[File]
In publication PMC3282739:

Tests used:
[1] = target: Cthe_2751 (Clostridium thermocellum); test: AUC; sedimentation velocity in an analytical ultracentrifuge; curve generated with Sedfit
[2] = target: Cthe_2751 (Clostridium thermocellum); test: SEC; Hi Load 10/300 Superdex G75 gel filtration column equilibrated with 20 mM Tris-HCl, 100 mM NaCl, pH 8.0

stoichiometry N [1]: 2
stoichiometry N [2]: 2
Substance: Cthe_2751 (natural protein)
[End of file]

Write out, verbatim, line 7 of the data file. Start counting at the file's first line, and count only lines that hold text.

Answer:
Substance: Cthe_2751 (natural protein)